In the first round of the Home Run Derby yesterday, Mark Trumbo hit a home run. As the ball passed along its quietly majestic arc, Chris Berman was heard to remark that the ball was “on its way to Wichita”. On the surface it may have seemed that Berman uttered this insight because Wichita is quite far away from Kansas City, and that the ball that had just been hit had also traveled very far. Digging deeper, however, we see the roots of a paradox worthy of Zeno.
Provided at this point in the article, for contextual purposes, is a map containing both the cities of Kansas City, MO and Wichita, KS:
Furthermore, also via Google Maps, a satellite picture of Kauffman stadium in Kansas City:
Having pieced these facts together we can begin to see the complexity that was Mr. Trumbo’s momentous dinger; that, while facing roughly northeast, our hero managed to hit a home run in the direction of a municipality almost directly behind him. Such a thing might be impossible for an average man, but remember that we are dealing with the elite; today we speak of All-Stars.
Berman was, of course, not entirely correct in his statement; in the heat of announcing, he had miscalculated his coordinates and confused the orientation of the left field foul pole with straightaway centerfield. We can now, with the benefits of science, safely assume that Trumbo’s home run was on its way to Minneapolis or, if it were to continue its slice, the general vicinity of Winnipeg. But if we take the announcer at his word, and assume that he meant “toward” Wichita and not exactly “to” it, we have to take into account a new model:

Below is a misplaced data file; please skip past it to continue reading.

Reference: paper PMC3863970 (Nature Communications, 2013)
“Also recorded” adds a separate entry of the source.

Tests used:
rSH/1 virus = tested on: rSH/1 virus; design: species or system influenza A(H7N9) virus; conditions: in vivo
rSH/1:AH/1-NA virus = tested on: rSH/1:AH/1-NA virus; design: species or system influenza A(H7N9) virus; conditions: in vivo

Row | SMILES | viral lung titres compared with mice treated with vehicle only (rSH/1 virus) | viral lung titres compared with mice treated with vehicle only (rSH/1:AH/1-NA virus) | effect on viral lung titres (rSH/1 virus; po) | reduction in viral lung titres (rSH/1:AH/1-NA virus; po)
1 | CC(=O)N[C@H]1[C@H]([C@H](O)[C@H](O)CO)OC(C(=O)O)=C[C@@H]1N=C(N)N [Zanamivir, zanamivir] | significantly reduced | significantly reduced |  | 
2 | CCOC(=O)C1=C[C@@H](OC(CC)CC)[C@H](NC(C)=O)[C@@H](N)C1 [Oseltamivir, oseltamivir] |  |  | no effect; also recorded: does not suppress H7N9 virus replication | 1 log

In this case Mark Trumbo’s home run did not travel 420 feet, as was previously thought, but instead flew upwards of 130,542,720 feet (based on a calculation of 24,901 miles for the earth’s circumference, minus the 177 miles from Wichita to Kansas City). This is, however, the upper end of the spectrum, and assumes that the ball reached its midwestern target. If our only requirement is that the ball reach a point where it began moving toward Wichita, rather than away from it, the ball would need only to travel past the direct opposite side of the earth: in this case a lovely patch of ocean about a thousand miles off the coast of Perth. Thus we can conclude that the minimum distance of Trumbo’s home run would only be 65,271,361 feet, obviously still a new Home Run Derby record.
This may seem impressive – and I beg you, dear readers, to restrain your cynicism! – but we must remember that the ball Trumbo hit still exists in its current form, albeit in a revised location. Many of the other balls hit during the Home Run Derby, once they reached the stands, were simply referred to as “gone”, having as one must assume vaporized or incinerated as they reached the crowd. This is why the Home Run Derby is exciting! And dangerous.
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